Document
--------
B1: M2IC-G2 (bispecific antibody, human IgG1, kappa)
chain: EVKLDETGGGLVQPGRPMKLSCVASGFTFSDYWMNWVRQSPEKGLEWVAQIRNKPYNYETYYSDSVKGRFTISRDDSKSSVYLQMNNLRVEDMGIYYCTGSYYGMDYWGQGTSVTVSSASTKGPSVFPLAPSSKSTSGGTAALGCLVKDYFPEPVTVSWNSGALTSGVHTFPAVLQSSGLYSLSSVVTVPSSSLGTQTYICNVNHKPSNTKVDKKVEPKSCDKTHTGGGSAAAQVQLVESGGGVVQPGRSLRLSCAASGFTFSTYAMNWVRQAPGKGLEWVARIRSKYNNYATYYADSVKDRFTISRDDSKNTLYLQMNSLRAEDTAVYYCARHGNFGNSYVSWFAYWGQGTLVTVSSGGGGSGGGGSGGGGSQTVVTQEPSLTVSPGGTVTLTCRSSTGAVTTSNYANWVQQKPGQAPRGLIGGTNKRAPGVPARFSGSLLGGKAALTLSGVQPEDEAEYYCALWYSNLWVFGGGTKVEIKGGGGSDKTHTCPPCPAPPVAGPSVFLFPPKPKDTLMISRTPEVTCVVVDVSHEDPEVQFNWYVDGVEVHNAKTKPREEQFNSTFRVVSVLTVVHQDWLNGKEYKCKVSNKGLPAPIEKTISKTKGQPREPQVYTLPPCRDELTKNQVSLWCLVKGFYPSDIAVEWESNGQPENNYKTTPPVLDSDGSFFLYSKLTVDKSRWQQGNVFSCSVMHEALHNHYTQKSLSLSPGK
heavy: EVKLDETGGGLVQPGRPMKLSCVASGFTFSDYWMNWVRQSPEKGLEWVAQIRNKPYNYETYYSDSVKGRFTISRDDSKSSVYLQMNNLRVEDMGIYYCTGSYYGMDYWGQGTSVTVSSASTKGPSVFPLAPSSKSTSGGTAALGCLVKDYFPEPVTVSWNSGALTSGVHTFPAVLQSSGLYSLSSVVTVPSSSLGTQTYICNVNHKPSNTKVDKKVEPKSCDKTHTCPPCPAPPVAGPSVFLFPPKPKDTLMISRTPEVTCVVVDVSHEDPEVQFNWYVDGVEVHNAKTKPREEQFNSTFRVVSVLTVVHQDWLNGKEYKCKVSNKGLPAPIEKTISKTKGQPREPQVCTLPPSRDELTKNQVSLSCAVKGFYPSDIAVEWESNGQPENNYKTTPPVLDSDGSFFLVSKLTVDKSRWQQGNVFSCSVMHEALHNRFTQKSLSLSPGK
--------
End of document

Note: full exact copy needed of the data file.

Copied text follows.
B1: M2IC-G2 (bispecific antibody, human IgG1, kappa)
chain: EVKLDETGGGLVQPGRPMKLSCVASGFTFSDYWMNWVRQSPEKGLEWVAQIRNKPYNYETYYSDSVKGRFTISRDDSKSSVYLQMNNLRVEDMGIYYCTGSYYGMDYWGQGTSVTVSSASTKGPSVFPLAPSSKSTSGGTAALGCLVKDYFPEPVTVSWNSGALTSGVHTFPAVLQSSGLYSLSSVVTVPSSSLGTQTYICNVNHKPSNTKVDKKVEPKSCDKTHTGGGSAAAQVQLVESGGGVVQPGRSLRLSCAASGFTFSTYAMNWVRQAPGKGLEWVARIRSKYNNYATYYADSVKDRFTISRDDSKNTLYLQMNSLRAEDTAVYYCARHGNFGNSYVSWFAYWGQGTLVTVSSGGGGSGGGGSGGGGSQTVVTQEPSLTVSPGGTVTLTCRSSTGAVTTSNYANWVQQKPGQAPRGLIGGTNKRAPGVPARFSGSLLGGKAALTLSGVQPEDEAEYYCALWYSNLWVFGGGTKVEIKGGGGSDKTHTCPPCPAPPVAGPSVFLFPPKPKDTLMISRTPEVTCVVVDVSHEDPEVQFNWYVDGVEVHNAKTKPREEQFNSTFRVVSVLTVVHQDWLNGKEYKCKVSNKGLPAPIEKTISKTKGQPREPQVYTLPPCRDELTKNQVSLWCLVKGFYPSDIAVEWESNGQPENNYKTTPPVLDSDGSFFLYSKLTVDKSRWQQGNVFSCSVMHEALHNHYTQKSLSLSPGK
heavy: EVKLDETGGGLVQPGRPMKLSCVASGFTFSDYWMNWVRQSPEKGLEWVAQIRNKPYNYETYYSDSVKGRFTISRDDSKSSVYLQMNNLRVEDMGIYYCTGSYYGMDYWGQGTSVTVSSASTKGPSVFPLAPSSKSTSGGTAALGCLVKDYFPEPVTVSWNSGALTSGVHTFPAVLQSSGLYSLSSVVTVPSSSLGTQTYICNVNHKPSNTKVDKKVEPKSCDKTHTCPPCPAPPVAGPSVFLFPPKPKDTLMISRTPEVTCVVVDVSHEDPEVQFNWYVDGVEVHNAKTKPREEQFNSTFRVVSVLTVVHQDWLNGKEYKCKVSNKGLPAPIEKTISKTKGQPREPQVCTLPPSRDELTKNQVSLSCAVKGFYPSDIAVEWESNGQPENNYKTTPPVLDSDGSFFLVSKLTVDKSRWQQGNVFSCSVMHEALHNRFTQKSLSLSPGK